Stunned by the death of his grandfather, Muta’Ali moves to New York to be able to spend more time with his grandmother and to get answers to some of his burning questions. The film, produced by Jevon “NJ” Frank, follows Muta’Ali as he delves into chapters of their lives that span the 20th and 21st centuries, posing probing questions to his grandmother as well as to celebrity friends, costars and fellow activists of the star couple in his search for his own life’s path. Alan Alda, Angela Bassett, Harry Belafonte, Danny Glover, Hill Harper, Samuel Jackson, Spike Lee, Sonia Sanchez and Dr. Cornel West are among the notables who offer insights into and memories of the couple’s love, art and activism. Davis weighs in, too, speaking to his grandson through never-before-seen footage and memorabilia from the Davis-Dee family archives.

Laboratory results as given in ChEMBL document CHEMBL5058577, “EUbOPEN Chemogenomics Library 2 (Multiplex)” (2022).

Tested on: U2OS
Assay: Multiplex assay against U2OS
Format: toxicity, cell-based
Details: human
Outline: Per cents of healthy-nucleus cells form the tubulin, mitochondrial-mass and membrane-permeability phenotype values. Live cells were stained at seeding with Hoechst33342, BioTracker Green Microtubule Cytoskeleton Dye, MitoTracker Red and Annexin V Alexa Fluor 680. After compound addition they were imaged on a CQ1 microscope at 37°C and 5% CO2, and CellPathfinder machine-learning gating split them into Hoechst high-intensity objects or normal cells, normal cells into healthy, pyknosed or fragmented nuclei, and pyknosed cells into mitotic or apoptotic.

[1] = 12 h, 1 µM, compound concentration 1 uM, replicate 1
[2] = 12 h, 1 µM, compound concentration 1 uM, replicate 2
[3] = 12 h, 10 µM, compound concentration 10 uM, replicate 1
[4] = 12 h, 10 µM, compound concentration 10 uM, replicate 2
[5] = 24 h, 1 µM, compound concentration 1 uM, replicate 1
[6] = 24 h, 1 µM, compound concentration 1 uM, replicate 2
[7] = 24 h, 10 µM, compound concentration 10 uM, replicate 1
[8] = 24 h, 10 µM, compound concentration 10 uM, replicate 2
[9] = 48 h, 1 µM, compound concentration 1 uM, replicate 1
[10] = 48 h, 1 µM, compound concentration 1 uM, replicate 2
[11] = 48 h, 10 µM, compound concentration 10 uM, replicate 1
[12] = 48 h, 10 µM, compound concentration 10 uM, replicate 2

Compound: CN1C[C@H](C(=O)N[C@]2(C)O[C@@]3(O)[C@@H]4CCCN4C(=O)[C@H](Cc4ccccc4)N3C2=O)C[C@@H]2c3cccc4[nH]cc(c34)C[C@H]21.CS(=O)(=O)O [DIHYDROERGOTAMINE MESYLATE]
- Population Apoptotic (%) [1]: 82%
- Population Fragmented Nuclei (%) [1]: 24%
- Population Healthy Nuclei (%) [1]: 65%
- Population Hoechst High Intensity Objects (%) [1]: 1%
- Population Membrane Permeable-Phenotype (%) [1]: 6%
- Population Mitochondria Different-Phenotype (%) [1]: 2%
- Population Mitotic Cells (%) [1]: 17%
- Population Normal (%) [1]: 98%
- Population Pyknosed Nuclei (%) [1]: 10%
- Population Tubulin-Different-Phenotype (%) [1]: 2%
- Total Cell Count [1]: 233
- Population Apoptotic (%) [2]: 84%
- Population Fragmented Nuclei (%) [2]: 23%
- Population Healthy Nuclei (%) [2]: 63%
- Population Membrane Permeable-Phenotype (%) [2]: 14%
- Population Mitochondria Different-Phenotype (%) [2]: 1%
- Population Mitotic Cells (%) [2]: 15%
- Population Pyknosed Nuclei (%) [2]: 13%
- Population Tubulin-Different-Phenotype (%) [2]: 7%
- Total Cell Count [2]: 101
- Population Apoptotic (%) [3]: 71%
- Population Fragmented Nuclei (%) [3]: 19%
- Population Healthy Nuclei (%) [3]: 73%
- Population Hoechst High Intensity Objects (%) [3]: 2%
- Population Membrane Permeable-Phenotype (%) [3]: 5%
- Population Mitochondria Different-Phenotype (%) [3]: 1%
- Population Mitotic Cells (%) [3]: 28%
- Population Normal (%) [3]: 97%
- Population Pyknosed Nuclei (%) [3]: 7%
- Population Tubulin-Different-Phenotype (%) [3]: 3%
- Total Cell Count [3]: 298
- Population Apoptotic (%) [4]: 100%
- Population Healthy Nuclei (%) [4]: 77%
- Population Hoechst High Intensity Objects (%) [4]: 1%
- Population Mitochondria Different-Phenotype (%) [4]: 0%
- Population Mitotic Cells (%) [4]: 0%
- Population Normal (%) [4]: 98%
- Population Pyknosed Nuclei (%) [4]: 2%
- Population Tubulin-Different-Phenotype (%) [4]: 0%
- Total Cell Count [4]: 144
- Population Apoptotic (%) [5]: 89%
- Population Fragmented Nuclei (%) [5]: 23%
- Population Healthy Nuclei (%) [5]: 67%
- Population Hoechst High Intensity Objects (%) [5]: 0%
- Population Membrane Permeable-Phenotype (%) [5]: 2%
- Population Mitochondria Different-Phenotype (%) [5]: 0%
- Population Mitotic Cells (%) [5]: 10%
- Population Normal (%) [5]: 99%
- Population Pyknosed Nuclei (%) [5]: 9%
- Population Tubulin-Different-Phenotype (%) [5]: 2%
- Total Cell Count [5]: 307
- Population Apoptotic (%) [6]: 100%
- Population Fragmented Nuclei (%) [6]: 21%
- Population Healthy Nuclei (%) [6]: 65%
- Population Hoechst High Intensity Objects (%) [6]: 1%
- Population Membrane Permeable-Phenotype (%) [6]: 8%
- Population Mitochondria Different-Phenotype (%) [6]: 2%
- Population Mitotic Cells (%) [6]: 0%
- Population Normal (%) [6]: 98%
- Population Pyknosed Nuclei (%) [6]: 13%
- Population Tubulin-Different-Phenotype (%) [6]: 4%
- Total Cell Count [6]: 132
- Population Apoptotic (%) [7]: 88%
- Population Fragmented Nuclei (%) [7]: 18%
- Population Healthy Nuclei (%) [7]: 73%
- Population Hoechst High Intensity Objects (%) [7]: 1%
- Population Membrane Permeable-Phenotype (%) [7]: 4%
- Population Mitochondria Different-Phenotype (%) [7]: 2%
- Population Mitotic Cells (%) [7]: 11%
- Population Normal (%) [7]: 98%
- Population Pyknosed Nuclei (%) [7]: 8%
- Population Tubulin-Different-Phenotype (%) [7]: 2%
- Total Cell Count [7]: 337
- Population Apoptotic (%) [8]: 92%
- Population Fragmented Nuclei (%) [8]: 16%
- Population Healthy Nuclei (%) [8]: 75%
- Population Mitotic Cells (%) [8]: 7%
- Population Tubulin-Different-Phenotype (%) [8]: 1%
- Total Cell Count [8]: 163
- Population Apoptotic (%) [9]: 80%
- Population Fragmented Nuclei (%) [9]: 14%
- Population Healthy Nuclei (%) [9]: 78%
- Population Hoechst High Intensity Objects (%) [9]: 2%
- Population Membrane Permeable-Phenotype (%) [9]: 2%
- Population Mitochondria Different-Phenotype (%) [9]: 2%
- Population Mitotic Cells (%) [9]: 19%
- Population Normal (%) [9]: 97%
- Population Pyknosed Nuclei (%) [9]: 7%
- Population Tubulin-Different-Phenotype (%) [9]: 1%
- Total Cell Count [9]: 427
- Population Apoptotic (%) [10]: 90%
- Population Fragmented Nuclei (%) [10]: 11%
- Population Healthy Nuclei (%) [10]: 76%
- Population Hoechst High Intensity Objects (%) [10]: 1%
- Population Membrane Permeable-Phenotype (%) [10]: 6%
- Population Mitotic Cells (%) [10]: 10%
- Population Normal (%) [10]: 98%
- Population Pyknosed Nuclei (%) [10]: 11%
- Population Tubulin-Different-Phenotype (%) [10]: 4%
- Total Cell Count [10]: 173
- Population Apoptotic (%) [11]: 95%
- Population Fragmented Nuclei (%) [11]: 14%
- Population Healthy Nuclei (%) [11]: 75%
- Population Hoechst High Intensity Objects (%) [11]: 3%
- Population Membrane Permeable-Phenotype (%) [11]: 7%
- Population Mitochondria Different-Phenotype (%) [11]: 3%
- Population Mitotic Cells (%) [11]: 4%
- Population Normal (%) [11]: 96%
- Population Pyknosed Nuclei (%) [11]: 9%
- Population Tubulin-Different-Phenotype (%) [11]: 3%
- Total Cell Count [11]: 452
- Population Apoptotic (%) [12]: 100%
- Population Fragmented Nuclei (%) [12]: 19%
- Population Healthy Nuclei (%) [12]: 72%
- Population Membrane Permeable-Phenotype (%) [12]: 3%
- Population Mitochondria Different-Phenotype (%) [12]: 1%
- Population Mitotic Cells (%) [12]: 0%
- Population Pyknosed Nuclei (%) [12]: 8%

Along the way, Muta’Ali lays bare the rich history of Davis and Dee, who played pivotal roles in the civil rights struggle through their social activism, while maintaining illustrious careers in the arts and a full family life.

“To admire and speak highly of my grandparents is easy, but to apply their principles in my own life has proven less so. There is self-discovery in the vast space between what I look up to—their 56 year marriage, their socially conscious career choices, and their bravery in the struggle—and what I may be willing to practice,” said Muta’Ali.